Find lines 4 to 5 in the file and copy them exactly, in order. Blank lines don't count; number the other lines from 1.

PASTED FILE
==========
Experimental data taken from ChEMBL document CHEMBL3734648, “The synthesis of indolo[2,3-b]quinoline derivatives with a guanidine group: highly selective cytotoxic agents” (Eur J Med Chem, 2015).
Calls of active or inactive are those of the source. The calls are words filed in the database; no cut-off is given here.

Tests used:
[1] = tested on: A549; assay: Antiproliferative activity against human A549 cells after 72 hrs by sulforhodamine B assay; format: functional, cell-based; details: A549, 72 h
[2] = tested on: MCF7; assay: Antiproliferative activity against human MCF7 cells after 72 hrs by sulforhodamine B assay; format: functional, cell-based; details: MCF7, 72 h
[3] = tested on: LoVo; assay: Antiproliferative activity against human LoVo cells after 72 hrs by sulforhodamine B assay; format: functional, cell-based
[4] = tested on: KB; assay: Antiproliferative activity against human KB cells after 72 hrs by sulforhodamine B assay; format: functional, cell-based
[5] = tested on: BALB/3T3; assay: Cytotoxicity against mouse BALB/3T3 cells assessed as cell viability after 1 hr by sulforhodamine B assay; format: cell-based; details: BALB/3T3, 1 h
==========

[1] = tested on: A549; assay: Antiproliferative activity against human A549 cells after 72 hrs by sulforhodamine B assay; format: functional, cell-based; details: A549, 72 h
[2] = tested on: MCF7; assay: Antiproliferative activity against human MCF7 cells after 72 hrs by sulforhodamine B assay; format: functional, cell-based; details: MCF7, 72 h